Plot: Jason (Jesse Moss) has become enthralled with the world of serial killers, driven to explore the minds behind these horrific crimes. He has dreams of working in the field of law enforcement and wants to explore the infamous men he has read about, so he starts to write to some of the notorious serial killers. His professor seems skeptical that the pen pal project will lead to worthwhile insights, but Jason presses on and soon, has started correspondence with several high profile murderers. But one grabs his attention more than the rest, as John Wayne Gacy is not only candid in his letters and calls, but Jason also fits his victim preferences. This leads to an intense exchange, one that stresses Jason to the breaking point, but he continues on and hopes whatever he can extract from Gacy will prove useful. But when he makes the decision to meet Gacy in person, will he gain even more insight or has he made a fatal mistake?
Entertainment Value: Based on Jason Moss’ book The Last Victim, Dear Mr. Gacy follows his real life quest to map the mind of maniacs and sadly, Moss was deeply impacted by his project and took his own life before this film was released. The book has a lot of depth that is skimmed over in the movie of course, but the core of the story is intact and translate well to this medium. The narrative is interesting, as a lot of people write to serial killers, but Moss positioned himself as almost a potential victim and lured in some of the most infamous killers. The situation with Gacy was creepy and quite dark, some of which is glossed over here, but I was glad that Gacy’s attempts to blackmail Moss were carried into the picture. I do think it helps if you have read the book or are familiar with Moss’ story, as you can fill in some of the narrative elements yourself, but by no means is that necessary. Dear Mr. Gacy is able to track the mental toll his experiences were taking and to me, that is the driving force of the story, as while Gacy is a prominent presence, this is Jason’s tale in the end. I think this is well made and should appeal to fans of horror, serial killer cinema, and true crime.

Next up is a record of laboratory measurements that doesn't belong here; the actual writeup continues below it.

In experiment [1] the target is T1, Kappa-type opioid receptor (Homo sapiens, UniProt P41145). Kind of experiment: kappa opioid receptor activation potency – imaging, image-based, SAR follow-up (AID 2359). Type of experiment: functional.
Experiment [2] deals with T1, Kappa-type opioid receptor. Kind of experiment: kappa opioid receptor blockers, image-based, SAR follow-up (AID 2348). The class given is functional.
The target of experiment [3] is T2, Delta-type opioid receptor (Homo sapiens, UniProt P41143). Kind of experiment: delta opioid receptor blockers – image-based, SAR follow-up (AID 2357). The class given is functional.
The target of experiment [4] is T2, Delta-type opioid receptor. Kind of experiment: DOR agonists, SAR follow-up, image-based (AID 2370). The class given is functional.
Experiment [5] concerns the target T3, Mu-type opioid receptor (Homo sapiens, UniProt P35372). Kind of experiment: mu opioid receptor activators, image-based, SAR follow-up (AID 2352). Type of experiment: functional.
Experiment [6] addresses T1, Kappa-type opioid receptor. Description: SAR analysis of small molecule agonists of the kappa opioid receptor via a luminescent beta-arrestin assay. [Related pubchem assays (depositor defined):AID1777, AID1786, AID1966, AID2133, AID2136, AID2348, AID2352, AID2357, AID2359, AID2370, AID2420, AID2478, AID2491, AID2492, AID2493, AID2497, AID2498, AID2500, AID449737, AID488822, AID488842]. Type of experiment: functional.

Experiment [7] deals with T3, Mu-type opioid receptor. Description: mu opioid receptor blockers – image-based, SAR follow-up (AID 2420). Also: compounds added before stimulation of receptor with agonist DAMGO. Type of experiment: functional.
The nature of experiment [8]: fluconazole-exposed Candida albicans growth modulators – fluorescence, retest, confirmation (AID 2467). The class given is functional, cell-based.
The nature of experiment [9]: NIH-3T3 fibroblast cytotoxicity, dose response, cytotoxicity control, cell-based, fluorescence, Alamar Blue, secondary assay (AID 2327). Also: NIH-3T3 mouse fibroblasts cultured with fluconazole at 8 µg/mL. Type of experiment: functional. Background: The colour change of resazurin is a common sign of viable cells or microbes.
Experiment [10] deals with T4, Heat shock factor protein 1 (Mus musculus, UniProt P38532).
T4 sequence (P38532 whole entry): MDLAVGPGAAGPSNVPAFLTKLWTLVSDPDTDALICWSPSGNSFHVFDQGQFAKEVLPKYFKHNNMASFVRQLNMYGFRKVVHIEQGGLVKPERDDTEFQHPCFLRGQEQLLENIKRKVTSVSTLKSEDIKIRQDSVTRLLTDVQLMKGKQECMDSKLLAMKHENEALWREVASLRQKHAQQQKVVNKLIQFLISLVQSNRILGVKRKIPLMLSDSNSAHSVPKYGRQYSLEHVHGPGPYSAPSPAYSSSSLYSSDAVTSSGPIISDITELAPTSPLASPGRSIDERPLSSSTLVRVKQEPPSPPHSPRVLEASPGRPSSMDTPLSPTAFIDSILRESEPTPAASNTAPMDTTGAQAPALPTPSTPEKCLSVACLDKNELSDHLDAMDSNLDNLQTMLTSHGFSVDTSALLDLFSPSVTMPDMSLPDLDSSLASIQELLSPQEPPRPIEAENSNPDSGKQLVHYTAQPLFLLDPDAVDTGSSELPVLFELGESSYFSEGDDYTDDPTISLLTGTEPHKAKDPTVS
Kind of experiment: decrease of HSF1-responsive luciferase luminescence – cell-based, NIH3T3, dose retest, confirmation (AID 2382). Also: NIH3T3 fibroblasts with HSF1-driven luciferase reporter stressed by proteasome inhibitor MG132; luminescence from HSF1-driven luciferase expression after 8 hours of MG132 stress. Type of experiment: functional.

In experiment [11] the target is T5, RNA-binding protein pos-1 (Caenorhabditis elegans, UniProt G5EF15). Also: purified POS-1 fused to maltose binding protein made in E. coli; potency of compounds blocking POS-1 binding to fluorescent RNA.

The movie focuses on two main characters, so the bulk of Dear Mr. Gacy is carried by Jesse Moss and William Forsythe. I always love to see Forsythe and he more than delivers here as Gacy, in a wild performance. You can tell he is having fun inside this hideous character, going over the top, but in truth, Gacy was such an unhinged person, you can’t really fault the performer for this approach. I think he also does a great job of showing the dual sides of Gacy, sometimes soft spoken and even compassionate, only to burn into a rage or sexual frenzy at a second’s notice. The mask of sanity isn’t an easy task to pull off, but Forsythe hits it fairly well here. I think he adds a lot to the movie and his effort is one of the film’s strongest assets. Jesse Moss is fine as Jason, but tends to be overpowered by Forsythe’s larger than life turn. The cast also includes Emma Lahana, Patrick Gilmore, and Belinda Metz.